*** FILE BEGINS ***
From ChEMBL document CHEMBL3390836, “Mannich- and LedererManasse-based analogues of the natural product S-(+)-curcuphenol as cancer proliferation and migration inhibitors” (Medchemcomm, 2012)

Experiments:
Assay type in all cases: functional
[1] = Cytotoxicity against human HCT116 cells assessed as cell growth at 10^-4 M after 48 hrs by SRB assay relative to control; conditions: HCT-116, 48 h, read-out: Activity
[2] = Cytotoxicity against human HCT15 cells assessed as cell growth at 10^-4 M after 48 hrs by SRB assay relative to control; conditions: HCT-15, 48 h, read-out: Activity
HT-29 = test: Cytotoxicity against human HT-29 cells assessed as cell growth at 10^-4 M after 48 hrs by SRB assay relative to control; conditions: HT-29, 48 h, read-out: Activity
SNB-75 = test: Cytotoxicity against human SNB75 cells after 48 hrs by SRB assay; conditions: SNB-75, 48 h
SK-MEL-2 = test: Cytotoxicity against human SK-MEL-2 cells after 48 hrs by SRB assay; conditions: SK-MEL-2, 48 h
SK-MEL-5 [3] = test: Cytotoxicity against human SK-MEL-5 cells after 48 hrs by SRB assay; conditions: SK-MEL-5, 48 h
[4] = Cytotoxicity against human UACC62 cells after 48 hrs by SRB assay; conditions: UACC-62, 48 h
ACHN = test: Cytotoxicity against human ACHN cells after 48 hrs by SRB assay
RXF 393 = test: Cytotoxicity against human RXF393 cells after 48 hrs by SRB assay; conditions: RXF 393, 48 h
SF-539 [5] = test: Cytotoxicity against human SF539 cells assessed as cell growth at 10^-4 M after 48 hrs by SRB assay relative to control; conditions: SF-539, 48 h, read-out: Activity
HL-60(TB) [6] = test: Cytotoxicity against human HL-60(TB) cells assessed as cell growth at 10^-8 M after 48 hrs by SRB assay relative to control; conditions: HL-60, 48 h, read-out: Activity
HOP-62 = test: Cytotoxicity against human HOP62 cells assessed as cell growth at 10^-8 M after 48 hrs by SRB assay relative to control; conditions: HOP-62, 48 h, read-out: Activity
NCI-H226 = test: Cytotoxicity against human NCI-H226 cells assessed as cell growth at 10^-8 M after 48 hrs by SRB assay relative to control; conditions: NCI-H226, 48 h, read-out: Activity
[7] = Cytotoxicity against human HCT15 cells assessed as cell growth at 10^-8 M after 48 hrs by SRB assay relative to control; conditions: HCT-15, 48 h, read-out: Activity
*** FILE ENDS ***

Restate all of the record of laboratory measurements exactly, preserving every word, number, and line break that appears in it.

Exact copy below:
From ChEMBL document CHEMBL3390836, “Mannich- and LedererManasse-based analogues of the natural product S-(+)-curcuphenol as cancer proliferation and migration inhibitors” (Medchemcomm, 2012)

Experiments:
Assay type in all cases: functional
[1] = Cytotoxicity against human HCT116 cells assessed as cell growth at 10^-4 M after 48 hrs by SRB assay relative to control; conditions: HCT-116, 48 h, read-out: Activity
[2] = Cytotoxicity against human HCT15 cells assessed as cell growth at 10^-4 M after 48 hrs by SRB assay relative to control; conditions: HCT-15, 48 h, read-out: Activity
HT-29 = test: Cytotoxicity against human HT-29 cells assessed as cell growth at 10^-4 M after 48 hrs by SRB assay relative to control; conditions: HT-29, 48 h, read-out: Activity
SNB-75 = test: Cytotoxicity against human SNB75 cells after 48 hrs by SRB assay; conditions: SNB-75, 48 h
SK-MEL-2 = test: Cytotoxicity against human SK-MEL-2 cells after 48 hrs by SRB assay; conditions: SK-MEL-2, 48 h
SK-MEL-5 [3] = test: Cytotoxicity against human SK-MEL-5 cells after 48 hrs by SRB assay; conditions: SK-MEL-5, 48 h
[4] = Cytotoxicity against human UACC62 cells after 48 hrs by SRB assay; conditions: UACC-62, 48 h
ACHN = test: Cytotoxicity against human ACHN cells after 48 hrs by SRB assay
RXF 393 = test: Cytotoxicity against human RXF393 cells after 48 hrs by SRB assay; conditions: RXF 393, 48 h
SF-539 [5] = test: Cytotoxicity against human SF539 cells assessed as cell growth at 10^-4 M after 48 hrs by SRB assay relative to control; conditions: SF-539, 48 h, read-out: Activity
HL-60(TB) [6] = test: Cytotoxicity against human HL-60(TB) cells assessed as cell growth at 10^-8 M after 48 hrs by SRB assay relative to control; conditions: HL-60, 48 h, read-out: Activity
HOP-62 = test: Cytotoxicity against human HOP62 cells assessed as cell growth at 10^-8 M after 48 hrs by SRB assay relative to control; conditions: HOP-62, 48 h, read-out: Activity
NCI-H226 = test: Cytotoxicity against human NCI-H226 cells assessed as cell growth at 10^-8 M after 48 hrs by SRB assay relative to control; conditions: NCI-H226, 48 h, read-out: Activity
[7] = Cytotoxicity against human HCT15 cells assessed as cell growth at 10^-8 M after 48 hrs by SRB assay relative to control; conditions: HCT-15, 48 h, read-out: Activity